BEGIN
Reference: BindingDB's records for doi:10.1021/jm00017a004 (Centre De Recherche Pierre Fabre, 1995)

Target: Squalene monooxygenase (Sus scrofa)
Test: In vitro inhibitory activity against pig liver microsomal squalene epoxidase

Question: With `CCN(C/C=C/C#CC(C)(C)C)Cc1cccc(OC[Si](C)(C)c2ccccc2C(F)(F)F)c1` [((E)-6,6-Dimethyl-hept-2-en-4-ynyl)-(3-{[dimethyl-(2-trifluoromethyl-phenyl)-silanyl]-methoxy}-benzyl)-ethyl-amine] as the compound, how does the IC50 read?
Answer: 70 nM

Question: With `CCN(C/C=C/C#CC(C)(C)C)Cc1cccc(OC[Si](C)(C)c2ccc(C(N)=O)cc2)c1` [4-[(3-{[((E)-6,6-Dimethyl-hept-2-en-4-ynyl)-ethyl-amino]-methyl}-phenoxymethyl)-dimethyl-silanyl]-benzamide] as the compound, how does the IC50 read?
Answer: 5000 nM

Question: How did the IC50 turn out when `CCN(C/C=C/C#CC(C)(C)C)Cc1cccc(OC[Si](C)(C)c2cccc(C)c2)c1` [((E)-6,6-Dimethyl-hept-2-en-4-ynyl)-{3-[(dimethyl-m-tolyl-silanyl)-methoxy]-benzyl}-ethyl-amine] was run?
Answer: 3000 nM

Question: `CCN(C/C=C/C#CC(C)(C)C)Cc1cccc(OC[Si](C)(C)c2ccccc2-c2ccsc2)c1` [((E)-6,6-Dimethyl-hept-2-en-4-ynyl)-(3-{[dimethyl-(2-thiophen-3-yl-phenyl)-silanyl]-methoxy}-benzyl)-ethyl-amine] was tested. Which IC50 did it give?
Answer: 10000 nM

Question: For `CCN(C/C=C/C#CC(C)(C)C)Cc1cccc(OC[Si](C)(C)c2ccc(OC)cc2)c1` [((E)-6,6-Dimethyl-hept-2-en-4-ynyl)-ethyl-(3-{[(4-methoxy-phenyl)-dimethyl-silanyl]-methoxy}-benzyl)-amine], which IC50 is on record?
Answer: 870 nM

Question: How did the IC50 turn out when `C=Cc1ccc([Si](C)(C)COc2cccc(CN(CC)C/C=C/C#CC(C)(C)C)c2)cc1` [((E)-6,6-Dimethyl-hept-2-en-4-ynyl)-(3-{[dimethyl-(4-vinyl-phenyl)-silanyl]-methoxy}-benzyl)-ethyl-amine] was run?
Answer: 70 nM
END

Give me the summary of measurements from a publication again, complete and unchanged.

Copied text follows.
Reference: BindingDB's records for doi:10.1021/jm00017a004 (Centre De Recherche Pierre Fabre, 1995)

Target: Squalene monooxygenase (Sus scrofa)
Test: In vitro inhibitory activity against pig liver microsomal squalene epoxidase

Question: With `CCN(C/C=C/C#CC(C)(C)C)Cc1cccc(OC[Si](C)(C)c2ccccc2C(F)(F)F)c1` [((E)-6,6-Dimethyl-hept-2-en-4-ynyl)-(3-{[dimethyl-(2-trifluoromethyl-phenyl)-silanyl]-methoxy}-benzyl)-ethyl-amine] as the compound, how does the IC50 read?
Answer: 70 nM

Question: With `CCN(C/C=C/C#CC(C)(C)C)Cc1cccc(OC[Si](C)(C)c2ccc(C(N)=O)cc2)c1` [4-[(3-{[((E)-6,6-Dimethyl-hept-2-en-4-ynyl)-ethyl-amino]-methyl}-phenoxymethyl)-dimethyl-silanyl]-benzamide] as the compound, how does the IC50 read?
Answer: 5000 nM

Question: How did the IC50 turn out when `CCN(C/C=C/C#CC(C)(C)C)Cc1cccc(OC[Si](C)(C)c2cccc(C)c2)c1` [((E)-6,6-Dimethyl-hept-2-en-4-ynyl)-{3-[(dimethyl-m-tolyl-silanyl)-methoxy]-benzyl}-ethyl-amine] was run?
Answer: 3000 nM

Question: `CCN(C/C=C/C#CC(C)(C)C)Cc1cccc(OC[Si](C)(C)c2ccccc2-c2ccsc2)c1` [((E)-6,6-Dimethyl-hept-2-en-4-ynyl)-(3-{[dimethyl-(2-thiophen-3-yl-phenyl)-silanyl]-methoxy}-benzyl)-ethyl-amine] was tested. Which IC50 did it give?
Answer: 10000 nM

Question: For `CCN(C/C=C/C#CC(C)(C)C)Cc1cccc(OC[Si](C)(C)c2ccc(OC)cc2)c1` [((E)-6,6-Dimethyl-hept-2-en-4-ynyl)-ethyl-(3-{[(4-methoxy-phenyl)-dimethyl-silanyl]-methoxy}-benzyl)-amine], which IC50 is on record?
Answer: 870 nM

Question: How did the IC50 turn out when `C=Cc1ccc([Si](C)(C)COc2cccc(CN(CC)C/C=C/C#CC(C)(C)C)c2)cc1` [((E)-6,6-Dimethyl-hept-2-en-4-ynyl)-(3-{[dimethyl-(4-vinyl-phenyl)-silanyl]-methoxy}-benzyl)-ethyl-amine] was run?
Answer: 70 nM